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Opened 2 years ago

Closed 11 months ago

Last modified 11 months ago

#23587 closed defect (bug) (fixed)

url_to_postid() needs to use # or @ for preg_match start/end character

Reported by: coreygilmore Owned by: nacin
Milestone: 3.9 Priority: normal
Severity: normal Version: 1.5.2
Component: Rewrite Rules Keywords: has-patch commit
Focuses: Cc:

Description

url_to_postid() uses ! for the start/end characters of regular expressions, which doesn't allow you to use expressions containing !, like (?!negativelookahead).

The solution is to use preg_match("#^$match#", $request_match, $matches) or preg_match("@^$match@", $request_match, $matches)

See also: #7486 and WP::parse_request()

Attachments (3)

23587_regex_delimiters.patch (966 bytes) - added by stevenkword 2 years ago.
miqro-23587.patch (780 bytes) - added by miqrogroove 11 months ago.
This would allow any chars in the pattern.
miqro-23587.2.patch (897 bytes) - added by miqrogroove 11 months ago.
Extra paranoid version.

Download all attachments as: .zip

Change History (20)

comment:1 @SergeyBiryukov2 years ago

  • Milestone changed from Awaiting Review to 3.6
  • Version changed from 3.5.1 to 1.5.2

Related: [2609]

comment:2 @stevenkword2 years ago

  • Keywords has-patch added; needs-patch removed

Attached a patch that replaces the regular expression delimiters of "!" with "#" for an instance of preg_match(). I also noticed the same pattern with an instance of preg_replace() and performed the same substitution. This was done to allow for regular expressions containing the "!" character.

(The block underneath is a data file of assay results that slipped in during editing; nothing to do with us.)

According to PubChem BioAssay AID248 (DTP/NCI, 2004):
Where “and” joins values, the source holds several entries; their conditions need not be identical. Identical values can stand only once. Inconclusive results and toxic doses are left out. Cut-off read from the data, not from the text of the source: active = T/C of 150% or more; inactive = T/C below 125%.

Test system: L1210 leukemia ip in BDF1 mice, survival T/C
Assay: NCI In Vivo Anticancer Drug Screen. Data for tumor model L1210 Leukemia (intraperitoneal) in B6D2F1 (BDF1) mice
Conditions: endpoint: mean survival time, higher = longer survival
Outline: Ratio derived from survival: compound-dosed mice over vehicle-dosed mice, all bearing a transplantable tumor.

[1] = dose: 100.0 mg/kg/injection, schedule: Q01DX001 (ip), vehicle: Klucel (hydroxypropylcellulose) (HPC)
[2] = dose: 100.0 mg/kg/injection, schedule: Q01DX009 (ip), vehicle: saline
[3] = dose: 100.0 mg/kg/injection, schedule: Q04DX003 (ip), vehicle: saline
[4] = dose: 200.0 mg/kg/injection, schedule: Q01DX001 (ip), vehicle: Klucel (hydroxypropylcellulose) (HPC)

Last edited 2 years ago by stevenkword (previous) (diff)

comment:3 @stevenkword2 years ago

  • Cc stevenkword added

comment:4 @ryan20 months ago

  • Milestone changed from 3.6 to Future Release

comment:5 follow-up: @nacin13 months ago

#26970 was marked as a duplicate.

comment:6 in reply to: ↑ 5 @Denis-de-Bernardy13 months ago

Replying to nacin:

#26970 was marked as a duplicate.

Replying here

the # delimiter doesn't break anything. It's used in wp-includes/class-wp.php, in the parse_request() function:

foreach ( (array) $rewrite as $match => $query ) {
	// If the requesting file is the anchor of the match, prepend it to the path info.
	if ( ! empty($req_uri) && strpos($match, $req_uri) === 0 && $req_uri != $request )
		$request_match = $req_uri . '/' . $request;

	if ( preg_match("#^$match#", $request_match, $matches) ||
		preg_match("#^$match#", urldecode($request_match), $matches) ) {

		if ( $wp_rewrite->use_verbose_page_rules && preg_match( '/pagename=\$matches\[([0-9]+)\]/', $query, $varmatch ) ) {
			// this is a verbose page match, lets check to be sure about it
			if ( ! get_page_by_path( $matches[ $varmatch[1] ] ) )
		 		continue;
		}

		// Got a match.
		$this->matched_rule = $match;
		break;
	}
}

comment:7 follow-up: @nacin13 months ago

  • Keywords commit added
  • Milestone changed from Future Release to 3.9

23587_regex_delimiters.patch looks OK to me. Is this something we could unit test?

What if someone wrongly includes '#' in an existing rewrite rule? What happens currently? If it has minimal side effects currently, switching to an E_WARNING doesn't sound very nice. See also #12271.

comment:8 in reply to: ↑ 7 @Denis-de-Bernardy13 months ago

Replying to nacin:

23587_regex_delimiters.patch looks OK to me. Is this something we could unit test?

Methinks there are plenty already.

What if someone wrongly includes '#' in an existing rewrite rule? What happens currently?

It doesn't work, per #12271 which got closed as wontfix.

If it has minimal side effects currently, switching to an E_WARNING doesn't sound very nice.